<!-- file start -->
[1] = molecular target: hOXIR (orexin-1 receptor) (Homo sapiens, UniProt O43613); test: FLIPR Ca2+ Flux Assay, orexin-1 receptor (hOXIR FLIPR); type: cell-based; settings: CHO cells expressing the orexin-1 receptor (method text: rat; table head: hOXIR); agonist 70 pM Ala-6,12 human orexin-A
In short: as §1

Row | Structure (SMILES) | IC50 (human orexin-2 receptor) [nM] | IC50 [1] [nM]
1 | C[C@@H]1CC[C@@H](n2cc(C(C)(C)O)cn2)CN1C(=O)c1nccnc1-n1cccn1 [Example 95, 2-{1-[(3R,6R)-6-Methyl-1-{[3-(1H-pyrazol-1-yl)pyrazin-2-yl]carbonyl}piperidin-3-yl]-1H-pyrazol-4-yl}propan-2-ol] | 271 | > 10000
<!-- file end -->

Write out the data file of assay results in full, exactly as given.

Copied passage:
[1] = molecular target: hOXIR (orexin-1 receptor) (Homo sapiens, UniProt O43613); test: FLIPR Ca2+ Flux Assay, orexin-1 receptor (hOXIR FLIPR); type: cell-based; settings: CHO cells expressing the orexin-1 receptor (method text: rat; table head: hOXIR); agonist 70 pM Ala-6,12 human orexin-A
In short: as §1

Row | Structure (SMILES) | IC50 (human orexin-2 receptor) [nM] | IC50 [1] [nM]
1 | C[C@@H]1CC[C@@H](n2cc(C(C)(C)O)cn2)CN1C(=O)c1nccnc1-n1cccn1 [Example 95, 2-{1-[(3R,6R)-6-Methyl-1-{[3-(1H-pyrazol-1-yl)pyrazin-2-yl]carbonyl}piperidin-3-yl]-1H-pyrazol-4-yl}propan-2-ol] | 271 | > 10000